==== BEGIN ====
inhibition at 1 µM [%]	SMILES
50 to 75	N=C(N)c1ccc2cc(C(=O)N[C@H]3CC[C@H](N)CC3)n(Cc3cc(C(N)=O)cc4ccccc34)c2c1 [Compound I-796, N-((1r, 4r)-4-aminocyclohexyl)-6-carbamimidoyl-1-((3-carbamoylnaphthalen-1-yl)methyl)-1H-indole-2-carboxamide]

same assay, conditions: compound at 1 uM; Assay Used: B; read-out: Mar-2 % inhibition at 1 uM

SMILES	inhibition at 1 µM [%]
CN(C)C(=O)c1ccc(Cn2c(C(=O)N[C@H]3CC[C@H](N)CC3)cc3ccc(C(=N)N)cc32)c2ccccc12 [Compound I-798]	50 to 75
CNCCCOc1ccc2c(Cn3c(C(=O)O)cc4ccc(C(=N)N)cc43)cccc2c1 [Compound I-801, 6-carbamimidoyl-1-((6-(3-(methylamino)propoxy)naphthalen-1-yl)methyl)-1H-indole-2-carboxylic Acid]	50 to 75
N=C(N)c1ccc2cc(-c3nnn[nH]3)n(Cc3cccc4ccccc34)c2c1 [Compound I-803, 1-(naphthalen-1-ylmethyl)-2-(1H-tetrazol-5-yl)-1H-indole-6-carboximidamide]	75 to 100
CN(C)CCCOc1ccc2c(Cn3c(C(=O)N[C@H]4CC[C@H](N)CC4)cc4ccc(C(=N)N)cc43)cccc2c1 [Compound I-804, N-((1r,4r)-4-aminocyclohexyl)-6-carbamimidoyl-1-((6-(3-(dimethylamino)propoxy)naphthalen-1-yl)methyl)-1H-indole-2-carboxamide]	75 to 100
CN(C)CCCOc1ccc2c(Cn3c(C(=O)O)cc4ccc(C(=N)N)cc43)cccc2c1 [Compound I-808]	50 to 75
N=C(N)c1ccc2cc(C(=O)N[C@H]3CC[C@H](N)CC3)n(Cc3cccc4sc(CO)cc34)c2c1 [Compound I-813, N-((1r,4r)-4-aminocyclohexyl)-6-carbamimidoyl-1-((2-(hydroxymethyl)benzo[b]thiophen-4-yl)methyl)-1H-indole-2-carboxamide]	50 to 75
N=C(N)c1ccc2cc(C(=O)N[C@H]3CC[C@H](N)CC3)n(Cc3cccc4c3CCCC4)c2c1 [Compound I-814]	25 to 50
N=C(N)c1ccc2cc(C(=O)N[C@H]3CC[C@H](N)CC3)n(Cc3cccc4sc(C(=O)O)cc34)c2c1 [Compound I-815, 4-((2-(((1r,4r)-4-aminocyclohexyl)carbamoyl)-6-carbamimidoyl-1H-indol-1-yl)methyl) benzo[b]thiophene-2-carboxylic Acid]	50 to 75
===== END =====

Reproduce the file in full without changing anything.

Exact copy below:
inhibition at 1 µM [%]	SMILES
50 to 75	N=C(N)c1ccc2cc(C(=O)N[C@H]3CC[C@H](N)CC3)n(Cc3cc(C(N)=O)cc4ccccc34)c2c1 [Compound I-796, N-((1r, 4r)-4-aminocyclohexyl)-6-carbamimidoyl-1-((3-carbamoylnaphthalen-1-yl)methyl)-1H-indole-2-carboxamide]

same assay, conditions: compound at 1 uM; Assay Used: B; read-out: Mar-2 % inhibition at 1 uM

SMILES	inhibition at 1 µM [%]
CN(C)C(=O)c1ccc(Cn2c(C(=O)N[C@H]3CC[C@H](N)CC3)cc3ccc(C(=N)N)cc32)c2ccccc12 [Compound I-798]	50 to 75
CNCCCOc1ccc2c(Cn3c(C(=O)O)cc4ccc(C(=N)N)cc43)cccc2c1 [Compound I-801, 6-carbamimidoyl-1-((6-(3-(methylamino)propoxy)naphthalen-1-yl)methyl)-1H-indole-2-carboxylic Acid]	50 to 75
N=C(N)c1ccc2cc(-c3nnn[nH]3)n(Cc3cccc4ccccc34)c2c1 [Compound I-803, 1-(naphthalen-1-ylmethyl)-2-(1H-tetrazol-5-yl)-1H-indole-6-carboximidamide]	75 to 100
CN(C)CCCOc1ccc2c(Cn3c(C(=O)N[C@H]4CC[C@H](N)CC4)cc4ccc(C(=N)N)cc43)cccc2c1 [Compound I-804, N-((1r,4r)-4-aminocyclohexyl)-6-carbamimidoyl-1-((6-(3-(dimethylamino)propoxy)naphthalen-1-yl)methyl)-1H-indole-2-carboxamide]	75 to 100
CN(C)CCCOc1ccc2c(Cn3c(C(=O)O)cc4ccc(C(=N)N)cc43)cccc2c1 [Compound I-808]	50 to 75
N=C(N)c1ccc2cc(C(=O)N[C@H]3CC[C@H](N)CC3)n(Cc3cccc4sc(CO)cc34)c2c1 [Compound I-813, N-((1r,4r)-4-aminocyclohexyl)-6-carbamimidoyl-1-((2-(hydroxymethyl)benzo[b]thiophen-4-yl)methyl)-1H-indole-2-carboxamide]	50 to 75
N=C(N)c1ccc2cc(C(=O)N[C@H]3CC[C@H](N)CC3)n(Cc3cccc4c3CCCC4)c2c1 [Compound I-814]	25 to 50
N=C(N)c1ccc2cc(C(=O)N[C@H]3CC[C@H](N)CC3)n(Cc3cccc4sc(C(=O)O)cc34)c2c1 [Compound I-815, 4-((2-(((1r,4r)-4-aminocyclohexyl)carbamoyl)-6-carbamimidoyl-1H-indol-1-yl)methyl) benzo[b]thiophene-2-carboxylic Acid]	50 to 75